Cynulliad Cenedlaethol Cymru | National Assembly for Wales

Y Pwyllgor Plant, Pobl Ifanc ac Addysg | Children, Young People and Education Committee

Ymchwiliad i Waith Ieuenctid | Inquiry into Youth Work


YW 10

Ymateb gan : YMCA Caerdydd

Response from : YMCA Cardiff


Question 1 - What are your views on young people’s access to youth work services, including, for example:

- levels of provision across Wales and any regional variation;

- issues relating to access for specific groups of young people e.g. language, disability, rurality, ethnicity.


Our experience in general is largely based on work in Cardiff and the Vale of Glamorgan.  Even in these neighbouring local authorities there is a difference in approach.


More generally when I speak to colleagues in other YMCAs in Wales, it is clear that there is a very different provision in each area and that mapping the level of provision can be difficult.


It is clear that youth services across Wales and in the region where we operate have been severely cut in recent years.  In Cardiff, the Council has been forced to make sweeping cuts to its previous provision and although a new service has been put in place (and providers have been contracted to deliver this new service), the picture remains unclear in the long term.  There seems at present a lack of coherence at local and national level of a longer term vision for the provision of a Welsh youth work service.


Going back to the Cardiff picture, the Youth Innovation Grants were launched last year by the Council as a replacement to their existing provision.  The YMCA bid for and won 3 contracts in this programme (and may well take more in the future). We are and remain committed to providing youth services across the city, and even self fund a weekly provision ourselves.


However the new programme places constraints on providers like ourselves that hamper service delivery.  For example, the contracts are worth a lot less than before, £18k per annum being the highest award, with other areas offering only £12k per annum.


An early emphasis on ‘innovation’ also placed a greater burden on providers, to deliver a new more ‘shiny’ service, whilst the reality of all the feedback from young people is that they cherished first and foremost a safe place to meet friends and socialise.


Furthermore these contracts are initially offered for 12 months, with an option of a further year to providers.  Following this, there is an expectation, (though I am not sure if this is currently still the working premise), that the service should become self sustaining.  Such short termism in terms of provision, places a further strain on service providers, as we cannot commit resources in the long term to such provision, as we remain unaware of their life span within Council budgets.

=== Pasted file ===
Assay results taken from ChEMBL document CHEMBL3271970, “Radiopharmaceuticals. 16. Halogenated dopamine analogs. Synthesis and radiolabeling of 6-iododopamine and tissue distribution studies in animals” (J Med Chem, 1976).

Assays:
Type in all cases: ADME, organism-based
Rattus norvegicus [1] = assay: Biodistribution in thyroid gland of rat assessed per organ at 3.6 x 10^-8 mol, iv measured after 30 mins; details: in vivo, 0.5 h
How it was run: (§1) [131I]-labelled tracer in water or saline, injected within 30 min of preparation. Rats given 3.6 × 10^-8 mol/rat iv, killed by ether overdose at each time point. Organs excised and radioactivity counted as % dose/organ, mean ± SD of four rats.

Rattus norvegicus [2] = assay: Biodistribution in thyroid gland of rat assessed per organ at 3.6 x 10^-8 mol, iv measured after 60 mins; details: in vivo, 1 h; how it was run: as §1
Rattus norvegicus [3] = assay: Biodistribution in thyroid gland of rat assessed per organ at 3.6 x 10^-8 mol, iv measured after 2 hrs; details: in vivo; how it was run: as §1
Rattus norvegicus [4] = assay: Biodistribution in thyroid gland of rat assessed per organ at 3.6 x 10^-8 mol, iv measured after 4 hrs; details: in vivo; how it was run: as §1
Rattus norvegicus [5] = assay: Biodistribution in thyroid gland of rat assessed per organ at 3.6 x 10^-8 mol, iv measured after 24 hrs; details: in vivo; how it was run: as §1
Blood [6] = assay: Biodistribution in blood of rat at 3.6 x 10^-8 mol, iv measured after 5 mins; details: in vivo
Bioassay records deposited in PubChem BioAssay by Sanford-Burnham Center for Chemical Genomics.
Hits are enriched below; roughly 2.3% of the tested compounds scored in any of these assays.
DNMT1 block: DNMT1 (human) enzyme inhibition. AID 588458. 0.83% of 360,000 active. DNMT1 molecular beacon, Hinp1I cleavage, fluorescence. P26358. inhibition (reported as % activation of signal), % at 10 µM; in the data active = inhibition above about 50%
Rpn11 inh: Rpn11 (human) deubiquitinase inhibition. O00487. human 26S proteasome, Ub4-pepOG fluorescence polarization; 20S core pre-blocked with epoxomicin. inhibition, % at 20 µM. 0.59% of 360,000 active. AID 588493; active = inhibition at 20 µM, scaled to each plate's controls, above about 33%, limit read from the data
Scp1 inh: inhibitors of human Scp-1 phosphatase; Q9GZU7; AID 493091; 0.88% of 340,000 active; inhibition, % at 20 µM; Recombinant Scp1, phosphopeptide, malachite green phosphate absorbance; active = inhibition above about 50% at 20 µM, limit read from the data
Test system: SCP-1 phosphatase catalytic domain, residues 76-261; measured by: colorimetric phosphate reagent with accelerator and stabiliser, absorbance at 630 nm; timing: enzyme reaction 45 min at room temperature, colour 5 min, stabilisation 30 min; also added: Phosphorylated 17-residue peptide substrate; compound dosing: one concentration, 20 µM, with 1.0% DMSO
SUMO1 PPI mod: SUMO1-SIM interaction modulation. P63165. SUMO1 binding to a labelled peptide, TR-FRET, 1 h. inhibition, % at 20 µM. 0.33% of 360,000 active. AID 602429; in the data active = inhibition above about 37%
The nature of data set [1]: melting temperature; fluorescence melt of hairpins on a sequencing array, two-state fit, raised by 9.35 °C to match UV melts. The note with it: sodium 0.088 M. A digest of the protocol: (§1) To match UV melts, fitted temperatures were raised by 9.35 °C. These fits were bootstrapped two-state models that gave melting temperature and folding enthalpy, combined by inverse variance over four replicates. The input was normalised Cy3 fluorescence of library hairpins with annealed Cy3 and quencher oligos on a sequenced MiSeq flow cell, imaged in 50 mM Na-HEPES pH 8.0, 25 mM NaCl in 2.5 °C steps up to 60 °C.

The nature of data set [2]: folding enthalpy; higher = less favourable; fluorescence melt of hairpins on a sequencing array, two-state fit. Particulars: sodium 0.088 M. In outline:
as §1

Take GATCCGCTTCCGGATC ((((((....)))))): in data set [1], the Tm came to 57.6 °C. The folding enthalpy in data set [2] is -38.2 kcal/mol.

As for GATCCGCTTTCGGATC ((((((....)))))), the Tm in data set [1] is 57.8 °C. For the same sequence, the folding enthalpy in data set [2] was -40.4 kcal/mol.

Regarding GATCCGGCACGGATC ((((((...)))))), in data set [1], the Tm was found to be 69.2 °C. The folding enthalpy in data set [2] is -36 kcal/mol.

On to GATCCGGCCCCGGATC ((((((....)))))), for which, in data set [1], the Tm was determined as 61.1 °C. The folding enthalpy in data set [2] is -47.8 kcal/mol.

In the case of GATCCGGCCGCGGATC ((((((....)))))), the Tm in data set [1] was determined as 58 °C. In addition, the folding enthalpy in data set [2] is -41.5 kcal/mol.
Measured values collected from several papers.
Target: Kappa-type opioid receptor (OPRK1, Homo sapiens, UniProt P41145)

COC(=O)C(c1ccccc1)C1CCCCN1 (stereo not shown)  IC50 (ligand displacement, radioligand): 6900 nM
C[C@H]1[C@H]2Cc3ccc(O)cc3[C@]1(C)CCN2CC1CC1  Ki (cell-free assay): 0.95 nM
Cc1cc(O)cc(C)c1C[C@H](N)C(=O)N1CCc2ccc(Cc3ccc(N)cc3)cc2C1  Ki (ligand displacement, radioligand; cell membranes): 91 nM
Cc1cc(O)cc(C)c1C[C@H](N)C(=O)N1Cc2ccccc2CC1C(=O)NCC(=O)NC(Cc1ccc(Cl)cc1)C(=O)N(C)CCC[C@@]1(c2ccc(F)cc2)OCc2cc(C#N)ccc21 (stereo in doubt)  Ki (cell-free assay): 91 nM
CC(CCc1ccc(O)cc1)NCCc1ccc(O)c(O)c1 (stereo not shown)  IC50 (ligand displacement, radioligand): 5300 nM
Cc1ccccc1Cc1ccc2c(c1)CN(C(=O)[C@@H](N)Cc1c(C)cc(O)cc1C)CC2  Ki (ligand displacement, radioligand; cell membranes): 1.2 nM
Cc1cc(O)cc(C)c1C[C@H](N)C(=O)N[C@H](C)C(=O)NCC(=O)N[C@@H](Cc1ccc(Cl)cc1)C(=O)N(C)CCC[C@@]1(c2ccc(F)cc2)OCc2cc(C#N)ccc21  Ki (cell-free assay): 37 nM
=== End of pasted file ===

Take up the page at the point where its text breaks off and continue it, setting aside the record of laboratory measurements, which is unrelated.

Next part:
The YMCA is able to match fund provision in certain areas, and is always looking to bring in more resources to help sustain youth and young people’s services generally.  In such instances, there should, in our opinion, be more of an equal dialogue between provider and local authority or central government regarding a more long term strategic approach to funding youth work provision over the next 5-10 years.


This short term approach is also evident with the recent launch of the Youth Quality Mark.  In our opinion, this is an excellent development that will be of benefit to the quality of youth work being undertaken across Wales.  The YMCA is keen to commit to it and to achieve the award.  However, the current provision is only available for 18 months and there remains uncertainty as to its long term future.  We believe this should be prioritised by the Government as a key development tool and funded accordingly.


There is also now a tendency to focus on hard outcomes for youth work.  This is understandable, however we should disregard the continuing need for a traditional youth work model that is centre based and allows young people to engage with projects on their own terms.


There should also be a greater focus on engaging ethnic minorities and migrant families in larger cities.  This area of work has largely been underrepresented in youth work and any new strategy should have a stronger focus on this area.


If you believe that there are particular problems, how do you think they could be resolved?